rubyrubyruby Tue 24-Jan-12 20:51:41

What I am trying to say is that 'Yes' my DC's could feasibly set up FB accounts without my knowledge but there would be little point because of our social network we have.

weevilswobble Tue 24-Jan-12 20:33:26

Bellabeariswideawake said earlier on the thread that is it illegal to hold personal information about under 13s in USA. Is this the only reason for the restriction? I dont know. Anyone?

weevilswobble Tue 24-Jan-12 20:30:22

I agree with everything being said, BUT you have to lie about their age! Thats my problem!

Emmielu Tue 24-Jan-12 19:33:27

Ah yes friendship issues is common even on my fb! Some of my friends rant or bitch about their friends on there & they're grown women! I agree if the child is shown properly what it's REALLY for then they can get the most out of it.

PostBellumBugsy Tue 24-Jan-12 11:52:40

Nope, I won't be joining. I'm all for kids having FB accounts while they are young enough for their parents to set it up for them & teach them some net ettiquette. Both mine have accounts & we do it together. I have their passwords, I help them upload photos, our PC is in the family room, so I know what they are up to.
Social media is the way forward & I want my two to understand how to use it wisely, to know which friends are being stupid on it, what things are really unwise to do, how to manage "friendship" issues on it etc etc etc. They are much less likely to listen to my words of wisdom at 13, than they were when I first set them up on it (at 8 & 10).

LynnCSchreiber Tue 24-Jan-12 11:45:38

My kids don't call the shots, despite them thinking they do.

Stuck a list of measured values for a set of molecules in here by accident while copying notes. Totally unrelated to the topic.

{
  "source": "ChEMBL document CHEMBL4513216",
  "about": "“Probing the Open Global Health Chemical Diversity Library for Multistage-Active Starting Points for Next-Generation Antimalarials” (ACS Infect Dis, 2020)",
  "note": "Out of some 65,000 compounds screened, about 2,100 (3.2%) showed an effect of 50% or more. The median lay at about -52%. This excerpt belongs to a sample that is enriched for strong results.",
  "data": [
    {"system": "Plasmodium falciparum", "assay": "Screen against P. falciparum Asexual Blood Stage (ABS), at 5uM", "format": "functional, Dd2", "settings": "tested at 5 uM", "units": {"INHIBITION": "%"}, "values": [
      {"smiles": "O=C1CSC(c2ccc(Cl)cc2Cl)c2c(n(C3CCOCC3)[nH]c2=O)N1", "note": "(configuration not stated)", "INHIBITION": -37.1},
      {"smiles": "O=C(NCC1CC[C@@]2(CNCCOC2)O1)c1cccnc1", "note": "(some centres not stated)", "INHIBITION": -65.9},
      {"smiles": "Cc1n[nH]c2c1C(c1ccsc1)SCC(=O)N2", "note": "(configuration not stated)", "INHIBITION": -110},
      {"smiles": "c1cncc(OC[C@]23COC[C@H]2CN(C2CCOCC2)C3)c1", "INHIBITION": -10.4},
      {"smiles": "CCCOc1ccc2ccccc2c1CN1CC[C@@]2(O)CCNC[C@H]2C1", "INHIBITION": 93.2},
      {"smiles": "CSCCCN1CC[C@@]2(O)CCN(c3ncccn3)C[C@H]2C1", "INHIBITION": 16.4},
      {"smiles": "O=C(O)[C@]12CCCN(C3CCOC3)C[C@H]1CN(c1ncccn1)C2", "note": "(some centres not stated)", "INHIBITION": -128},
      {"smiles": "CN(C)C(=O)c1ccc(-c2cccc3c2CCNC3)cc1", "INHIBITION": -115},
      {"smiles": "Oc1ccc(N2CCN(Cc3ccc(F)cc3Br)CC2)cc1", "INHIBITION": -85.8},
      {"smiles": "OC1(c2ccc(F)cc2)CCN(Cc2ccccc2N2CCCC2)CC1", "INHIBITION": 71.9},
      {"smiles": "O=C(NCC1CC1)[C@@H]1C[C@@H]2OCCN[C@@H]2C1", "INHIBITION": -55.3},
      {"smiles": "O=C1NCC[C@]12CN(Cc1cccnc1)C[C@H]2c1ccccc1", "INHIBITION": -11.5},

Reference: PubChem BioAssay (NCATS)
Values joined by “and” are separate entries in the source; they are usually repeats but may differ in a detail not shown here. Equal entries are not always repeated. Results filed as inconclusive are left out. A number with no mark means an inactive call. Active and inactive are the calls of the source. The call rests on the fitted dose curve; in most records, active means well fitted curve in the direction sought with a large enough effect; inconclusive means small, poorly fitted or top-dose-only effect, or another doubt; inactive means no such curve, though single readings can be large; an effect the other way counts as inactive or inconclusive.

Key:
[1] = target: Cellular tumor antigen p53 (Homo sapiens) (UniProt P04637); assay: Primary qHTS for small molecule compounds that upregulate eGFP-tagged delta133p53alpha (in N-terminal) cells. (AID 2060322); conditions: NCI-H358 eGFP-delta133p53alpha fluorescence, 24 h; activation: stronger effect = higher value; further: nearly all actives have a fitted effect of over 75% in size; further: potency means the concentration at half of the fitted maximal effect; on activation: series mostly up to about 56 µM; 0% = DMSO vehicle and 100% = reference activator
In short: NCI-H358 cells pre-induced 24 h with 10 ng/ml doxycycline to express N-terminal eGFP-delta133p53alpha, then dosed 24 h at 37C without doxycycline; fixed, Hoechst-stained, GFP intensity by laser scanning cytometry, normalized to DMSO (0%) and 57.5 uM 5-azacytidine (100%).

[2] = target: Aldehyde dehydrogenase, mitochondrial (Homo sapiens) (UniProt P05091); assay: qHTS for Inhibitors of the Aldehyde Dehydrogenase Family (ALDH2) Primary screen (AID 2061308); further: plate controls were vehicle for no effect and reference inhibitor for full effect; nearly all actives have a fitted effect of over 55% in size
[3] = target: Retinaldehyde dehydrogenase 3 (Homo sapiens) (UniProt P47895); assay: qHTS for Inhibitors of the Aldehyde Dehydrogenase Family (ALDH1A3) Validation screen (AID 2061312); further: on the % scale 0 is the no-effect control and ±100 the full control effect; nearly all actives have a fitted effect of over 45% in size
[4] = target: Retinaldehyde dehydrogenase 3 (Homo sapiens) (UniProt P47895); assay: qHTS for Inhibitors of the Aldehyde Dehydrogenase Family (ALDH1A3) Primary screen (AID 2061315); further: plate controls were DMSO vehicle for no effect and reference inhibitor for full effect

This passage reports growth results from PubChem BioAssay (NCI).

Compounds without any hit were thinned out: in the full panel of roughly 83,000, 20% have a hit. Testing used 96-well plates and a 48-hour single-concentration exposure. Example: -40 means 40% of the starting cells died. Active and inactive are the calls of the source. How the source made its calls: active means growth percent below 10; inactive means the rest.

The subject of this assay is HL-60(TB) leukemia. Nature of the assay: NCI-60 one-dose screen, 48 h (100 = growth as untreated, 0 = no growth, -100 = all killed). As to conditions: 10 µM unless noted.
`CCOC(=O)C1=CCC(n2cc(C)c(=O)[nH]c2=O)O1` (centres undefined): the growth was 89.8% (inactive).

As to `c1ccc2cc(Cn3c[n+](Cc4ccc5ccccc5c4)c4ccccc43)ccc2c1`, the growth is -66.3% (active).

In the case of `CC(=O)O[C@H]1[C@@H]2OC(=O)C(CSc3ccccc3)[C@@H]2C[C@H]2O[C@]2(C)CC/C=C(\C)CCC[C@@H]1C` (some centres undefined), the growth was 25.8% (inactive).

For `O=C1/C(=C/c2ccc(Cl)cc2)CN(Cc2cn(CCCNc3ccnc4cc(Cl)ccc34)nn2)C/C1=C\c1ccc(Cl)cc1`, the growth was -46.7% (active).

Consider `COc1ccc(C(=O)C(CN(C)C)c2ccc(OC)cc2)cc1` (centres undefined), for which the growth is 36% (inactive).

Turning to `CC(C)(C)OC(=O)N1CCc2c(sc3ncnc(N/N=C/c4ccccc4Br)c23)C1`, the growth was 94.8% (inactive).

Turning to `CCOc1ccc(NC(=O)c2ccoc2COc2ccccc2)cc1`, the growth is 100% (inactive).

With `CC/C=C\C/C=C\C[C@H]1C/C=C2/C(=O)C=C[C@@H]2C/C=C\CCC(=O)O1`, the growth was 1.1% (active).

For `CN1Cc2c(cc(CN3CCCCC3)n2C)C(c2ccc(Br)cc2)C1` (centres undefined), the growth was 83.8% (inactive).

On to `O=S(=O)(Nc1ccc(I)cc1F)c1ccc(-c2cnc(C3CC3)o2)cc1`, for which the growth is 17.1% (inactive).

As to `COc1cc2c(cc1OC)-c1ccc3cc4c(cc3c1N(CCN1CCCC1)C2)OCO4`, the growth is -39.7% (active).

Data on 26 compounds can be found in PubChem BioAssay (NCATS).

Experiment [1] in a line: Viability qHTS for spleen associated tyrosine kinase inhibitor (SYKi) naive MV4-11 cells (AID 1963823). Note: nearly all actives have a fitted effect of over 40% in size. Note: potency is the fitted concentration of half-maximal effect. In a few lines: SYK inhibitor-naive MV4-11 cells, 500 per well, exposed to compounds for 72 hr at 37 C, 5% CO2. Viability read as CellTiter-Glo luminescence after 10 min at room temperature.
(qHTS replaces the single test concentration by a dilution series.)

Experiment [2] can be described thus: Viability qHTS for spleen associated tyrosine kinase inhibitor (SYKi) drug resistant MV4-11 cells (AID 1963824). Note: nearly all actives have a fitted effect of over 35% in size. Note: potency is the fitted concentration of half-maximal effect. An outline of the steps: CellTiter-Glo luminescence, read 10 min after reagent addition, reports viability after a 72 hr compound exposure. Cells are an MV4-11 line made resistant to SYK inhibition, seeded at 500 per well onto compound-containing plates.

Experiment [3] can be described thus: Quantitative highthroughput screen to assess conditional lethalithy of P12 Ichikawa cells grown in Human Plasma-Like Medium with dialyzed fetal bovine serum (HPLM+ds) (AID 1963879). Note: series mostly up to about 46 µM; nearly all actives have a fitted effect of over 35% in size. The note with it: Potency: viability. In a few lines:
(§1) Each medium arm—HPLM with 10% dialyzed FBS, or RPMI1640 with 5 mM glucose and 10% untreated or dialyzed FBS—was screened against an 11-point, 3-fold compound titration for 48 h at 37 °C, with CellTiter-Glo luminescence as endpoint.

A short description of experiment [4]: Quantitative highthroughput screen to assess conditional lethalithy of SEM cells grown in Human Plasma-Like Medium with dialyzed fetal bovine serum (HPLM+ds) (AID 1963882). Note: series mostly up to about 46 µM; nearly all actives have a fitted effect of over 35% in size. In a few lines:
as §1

She is a teacher when she is at school. How she parents her child has nothing to do with her profession (unless she is horribly abusive, and allowing FB is not in my opinion abusive).

It is not possible to lock the PC down and then think, fine. I have protected my kids. Over 60% of children are thought to have been exposed to porn - in school, at their friends' houses, when they got passed child protection software.

Our kids are often more internet and technology savvy than we are and if they want to access something on the internet, they will find a way.

I guess the comparison is how we used to have a sneaky fag when we were out with friends. I know my mum was absolutely certain that my brother didn't smoke, but he did.

OnlyANinja Tue 24-Jan-12 08:25:40

It's more important that you pay attention to what they are doing on the computer and teach them about how to be safe and what is acceptable and unacceptable behaviour than that you stick to an entirely arbitrary age limit.

It's not as if 12 and 364 days in unsafe and 13 and 0 days is suddenly safe to go on the internet by themselves.